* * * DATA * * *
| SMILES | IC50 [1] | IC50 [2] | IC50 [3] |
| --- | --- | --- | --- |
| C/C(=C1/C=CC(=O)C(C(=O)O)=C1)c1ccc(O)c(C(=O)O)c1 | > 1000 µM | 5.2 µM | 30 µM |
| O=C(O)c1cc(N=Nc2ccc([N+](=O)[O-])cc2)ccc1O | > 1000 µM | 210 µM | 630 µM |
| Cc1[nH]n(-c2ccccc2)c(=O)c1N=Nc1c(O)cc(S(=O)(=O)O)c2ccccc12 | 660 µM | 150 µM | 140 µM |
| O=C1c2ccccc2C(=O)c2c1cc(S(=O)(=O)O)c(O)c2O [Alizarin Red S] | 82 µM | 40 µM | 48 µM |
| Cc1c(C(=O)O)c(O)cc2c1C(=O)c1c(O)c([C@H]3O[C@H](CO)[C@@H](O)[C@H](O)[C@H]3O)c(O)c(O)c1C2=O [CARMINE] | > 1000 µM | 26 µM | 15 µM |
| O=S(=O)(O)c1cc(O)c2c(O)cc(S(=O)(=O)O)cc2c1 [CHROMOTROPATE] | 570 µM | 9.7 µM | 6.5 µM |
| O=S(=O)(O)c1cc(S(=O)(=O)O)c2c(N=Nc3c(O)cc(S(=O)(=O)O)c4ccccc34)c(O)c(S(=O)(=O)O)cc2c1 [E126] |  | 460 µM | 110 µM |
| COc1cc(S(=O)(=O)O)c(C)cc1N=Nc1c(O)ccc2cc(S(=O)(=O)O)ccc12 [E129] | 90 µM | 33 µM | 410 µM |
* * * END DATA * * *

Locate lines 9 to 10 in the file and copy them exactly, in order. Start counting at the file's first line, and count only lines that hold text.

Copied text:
| O=S(=O)(O)c1cc(S(=O)(=O)O)c2c(N=Nc3c(O)cc(S(=O)(=O)O)c4ccccc34)c(O)c(S(=O)(=O)O)cc2c1 [E126] |  | 460 µM | 110 µM |
| COc1cc(S(=O)(=O)O)c(C)cc1N=Nc1c(O)ccc2cc(S(=O)(=O)O)ccc12 [E129] | 90 µM | 33 µM | 410 µM |